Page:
In this study, I modeled beneficial mutations using a discrete class of selection coefficients when, in reality, there is likely a continuous distribution of fitness effects. Indeed, studies in both humans and *D. melanogaster* have found evidence for a bimodal distribution containing both strongly and weakly beneficial mutations contributing to adaptive evolution using methods which incorporate linkage information but do not explicitly estimate selection parameters (Elyashiv *et al.* 2016; Uricchio *et al.* 2019). There are currently no methods that estimate the DFE using an analytical expression for the uSFS expected under the combined effects of BGS and sweeps. Rather, nuisance parameters or demographic models are used to correct for the contribution that selection at linked sites may make to the shape of the SFS (Eyre-Walker *et al.* 2006; Galtier 2016; Tataru *et al.* 2017). However, as this study shows, the parameters of positive selection are not reliably estimated when analyzing the uSFS alone. A way forward may be in using computational approaches to make use of all of the available data, while not necessitating an expression for the uSFS expected under the combined effects of BGS, sweeps, population size change and direct selection. An advance in this direction has recently been made by Uricchio *et al.*, (2019) who developed an ABC method for estimating *α* which makes use of the distortions to the uSFS generated by BGS and sweeps. By applying their method to data from humans, Uricchio *et al.*, (2019) found that *α* = 0.13 for nonsynonymous sites, 72% of which was generated by mildly beneficial mutations and 28% by strongly beneficial mutations. However, the computational approach developed by Uricchio *et al.*, (2019) could readily be extended to model an arbitrarily complex DFE for beneficial mutations. Their methods could be implemented in a machine-learning context, with training data generated by forward-simulations that capture confounding factors such as population structure and population size change as well as the effects of selection at linked sites.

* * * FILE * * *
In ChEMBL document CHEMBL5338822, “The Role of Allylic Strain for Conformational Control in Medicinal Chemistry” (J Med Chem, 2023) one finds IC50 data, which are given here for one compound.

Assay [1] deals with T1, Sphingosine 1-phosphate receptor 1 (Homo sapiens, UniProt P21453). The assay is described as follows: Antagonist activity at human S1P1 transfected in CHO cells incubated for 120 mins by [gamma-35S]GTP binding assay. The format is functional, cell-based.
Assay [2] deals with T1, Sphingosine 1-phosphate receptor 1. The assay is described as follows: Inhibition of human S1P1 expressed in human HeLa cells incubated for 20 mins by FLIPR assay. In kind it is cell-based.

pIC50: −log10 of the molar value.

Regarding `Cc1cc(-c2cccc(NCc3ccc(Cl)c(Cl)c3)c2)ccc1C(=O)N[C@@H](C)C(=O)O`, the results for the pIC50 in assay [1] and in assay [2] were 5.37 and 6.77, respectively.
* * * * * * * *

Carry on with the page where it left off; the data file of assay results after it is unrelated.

## Acknowledgments

I wish to extend gratitude to Peter Keightley, Michael Whitlock and Sam Yeaman for valuable advice and mentorship. Thanks to Thomas Bataillon, Sam Yeaman and Peter Keightley for comments on previous versions of the manuscript. Thanks to Paula Tataru and Thomas Bataillon for help with *polyDFE*. Thanks to two anonymous reviewers for constructive feedback.

## Footnotes

Supplemental material available at figshare: https://doi.org/10.25387/g3.12233630.

*Communicating editor: Y. Kim*

- Received January 7, 2020.
- Accepted May 1, 2020.

- Copyright © 2020 Booker

This is an open-access article distributed under the terms of the Creative Commons Attribution 4.0 International License (http://creativecommons.org/licenses/by/4.0/), which permits unrestricted use, distribution, and reproduction in any medium, provided the original work is properly cited.